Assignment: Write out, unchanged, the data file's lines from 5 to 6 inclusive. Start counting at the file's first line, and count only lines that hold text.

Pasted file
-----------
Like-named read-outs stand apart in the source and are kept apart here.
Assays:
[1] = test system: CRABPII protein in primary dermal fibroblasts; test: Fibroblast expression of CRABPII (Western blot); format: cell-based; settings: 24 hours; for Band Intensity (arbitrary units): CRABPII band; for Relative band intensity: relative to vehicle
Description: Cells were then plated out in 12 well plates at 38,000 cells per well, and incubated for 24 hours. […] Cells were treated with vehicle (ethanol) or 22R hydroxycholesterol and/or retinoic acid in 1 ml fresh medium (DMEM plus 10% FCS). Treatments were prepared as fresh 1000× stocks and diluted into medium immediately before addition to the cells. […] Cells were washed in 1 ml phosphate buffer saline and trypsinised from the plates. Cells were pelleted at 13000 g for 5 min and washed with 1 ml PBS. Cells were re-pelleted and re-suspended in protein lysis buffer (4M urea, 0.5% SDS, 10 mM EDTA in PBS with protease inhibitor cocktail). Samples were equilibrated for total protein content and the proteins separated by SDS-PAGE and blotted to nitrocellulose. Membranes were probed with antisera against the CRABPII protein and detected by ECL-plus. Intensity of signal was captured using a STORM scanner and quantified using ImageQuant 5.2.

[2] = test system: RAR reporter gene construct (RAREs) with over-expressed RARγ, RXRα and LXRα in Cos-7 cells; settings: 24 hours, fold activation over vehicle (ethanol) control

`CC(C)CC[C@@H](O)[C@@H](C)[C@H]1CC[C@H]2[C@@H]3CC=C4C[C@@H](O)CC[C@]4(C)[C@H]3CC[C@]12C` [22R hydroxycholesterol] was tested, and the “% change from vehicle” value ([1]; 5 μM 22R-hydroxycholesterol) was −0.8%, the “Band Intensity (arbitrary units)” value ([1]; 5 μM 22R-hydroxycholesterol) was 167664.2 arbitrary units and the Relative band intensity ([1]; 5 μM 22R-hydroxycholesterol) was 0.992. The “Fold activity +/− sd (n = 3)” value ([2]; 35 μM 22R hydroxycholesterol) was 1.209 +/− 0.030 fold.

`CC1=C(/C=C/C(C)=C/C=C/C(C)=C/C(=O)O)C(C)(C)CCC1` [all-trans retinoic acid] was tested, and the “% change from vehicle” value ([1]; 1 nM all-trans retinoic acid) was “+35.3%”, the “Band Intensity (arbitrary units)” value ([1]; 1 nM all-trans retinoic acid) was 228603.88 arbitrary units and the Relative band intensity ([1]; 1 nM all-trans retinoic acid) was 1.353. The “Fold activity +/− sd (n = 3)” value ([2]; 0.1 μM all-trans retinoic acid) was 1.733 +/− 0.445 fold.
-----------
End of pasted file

[2] = test system: RAR reporter gene construct (RAREs) with over-expressed RARγ, RXRα and LXRα in Cos-7 cells; settings: 24 hours, fold activation over vehicle (ethanol) control

`CC(C)CC[C@@H](O)[C@@H](C)[C@H]1CC[C@H]2[C@@H]3CC=C4C[C@@H](O)CC[C@]4(C)[C@H]3CC[C@]12C` [22R hydroxycholesterol] was tested, and the “% change from vehicle” value ([1]; 5 μM 22R-hydroxycholesterol) was −0.8%, the “Band Intensity (arbitrary units)” value ([1]; 5 μM 22R-hydroxycholesterol) was 167664.2 arbitrary units and the Relative band intensity ([1]; 5 μM 22R-hydroxycholesterol) was 0.992. The “Fold activity +/− sd (n = 3)” value ([2]; 35 μM 22R hydroxycholesterol) was 1.209 +/− 0.030 fold.